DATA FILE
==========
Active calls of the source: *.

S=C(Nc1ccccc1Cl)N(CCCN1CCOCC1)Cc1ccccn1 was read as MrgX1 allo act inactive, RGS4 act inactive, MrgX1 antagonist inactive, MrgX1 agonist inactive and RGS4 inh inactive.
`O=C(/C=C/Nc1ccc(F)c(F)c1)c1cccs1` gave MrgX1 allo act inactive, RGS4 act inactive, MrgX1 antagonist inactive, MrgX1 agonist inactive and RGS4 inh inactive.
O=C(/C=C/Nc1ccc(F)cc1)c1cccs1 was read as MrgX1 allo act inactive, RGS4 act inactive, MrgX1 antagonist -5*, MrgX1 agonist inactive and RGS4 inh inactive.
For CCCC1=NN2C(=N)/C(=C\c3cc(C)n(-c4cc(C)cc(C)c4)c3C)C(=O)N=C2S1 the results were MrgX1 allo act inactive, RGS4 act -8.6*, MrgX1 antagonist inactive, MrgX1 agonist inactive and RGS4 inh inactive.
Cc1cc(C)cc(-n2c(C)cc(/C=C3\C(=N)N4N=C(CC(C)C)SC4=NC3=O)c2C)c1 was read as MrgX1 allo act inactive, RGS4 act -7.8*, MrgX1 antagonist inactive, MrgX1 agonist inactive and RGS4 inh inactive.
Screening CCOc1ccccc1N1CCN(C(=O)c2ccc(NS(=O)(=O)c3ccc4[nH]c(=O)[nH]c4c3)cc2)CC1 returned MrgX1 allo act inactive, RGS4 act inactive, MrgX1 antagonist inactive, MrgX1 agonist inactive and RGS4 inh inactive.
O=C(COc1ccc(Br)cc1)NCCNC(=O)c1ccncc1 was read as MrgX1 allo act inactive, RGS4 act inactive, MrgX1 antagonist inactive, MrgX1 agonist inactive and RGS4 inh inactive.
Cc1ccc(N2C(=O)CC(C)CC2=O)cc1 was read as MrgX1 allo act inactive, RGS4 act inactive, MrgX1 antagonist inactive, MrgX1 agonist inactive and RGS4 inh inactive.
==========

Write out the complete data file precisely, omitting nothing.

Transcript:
Active calls of the source: *.

S=C(Nc1ccccc1Cl)N(CCCN1CCOCC1)Cc1ccccn1 was read as MrgX1 allo act inactive, RGS4 act inactive, MrgX1 antagonist inactive, MrgX1 agonist inactive and RGS4 inh inactive.
`O=C(/C=C/Nc1ccc(F)c(F)c1)c1cccs1` gave MrgX1 allo act inactive, RGS4 act inactive, MrgX1 antagonist inactive, MrgX1 agonist inactive and RGS4 inh inactive.
O=C(/C=C/Nc1ccc(F)cc1)c1cccs1 was read as MrgX1 allo act inactive, RGS4 act inactive, MrgX1 antagonist -5*, MrgX1 agonist inactive and RGS4 inh inactive.
For CCCC1=NN2C(=N)/C(=C\c3cc(C)n(-c4cc(C)cc(C)c4)c3C)C(=O)N=C2S1 the results were MrgX1 allo act inactive, RGS4 act -8.6*, MrgX1 antagonist inactive, MrgX1 agonist inactive and RGS4 inh inactive.
Cc1cc(C)cc(-n2c(C)cc(/C=C3\C(=N)N4N=C(CC(C)C)SC4=NC3=O)c2C)c1 was read as MrgX1 allo act inactive, RGS4 act -7.8*, MrgX1 antagonist inactive, MrgX1 agonist inactive and RGS4 inh inactive.
Screening CCOc1ccccc1N1CCN(C(=O)c2ccc(NS(=O)(=O)c3ccc4[nH]c(=O)[nH]c4c3)cc2)CC1 returned MrgX1 allo act inactive, RGS4 act inactive, MrgX1 antagonist inactive, MrgX1 agonist inactive and RGS4 inh inactive.
O=C(COc1ccc(Br)cc1)NCCNC(=O)c1ccncc1 was read as MrgX1 allo act inactive, RGS4 act inactive, MrgX1 antagonist inactive, MrgX1 agonist inactive and RGS4 inh inactive.
Cc1ccc(N2C(=O)CC(C)CC2=O)cc1 was read as MrgX1 allo act inactive, RGS4 act inactive, MrgX1 antagonist inactive, MrgX1 agonist inactive and RGS4 inh inactive.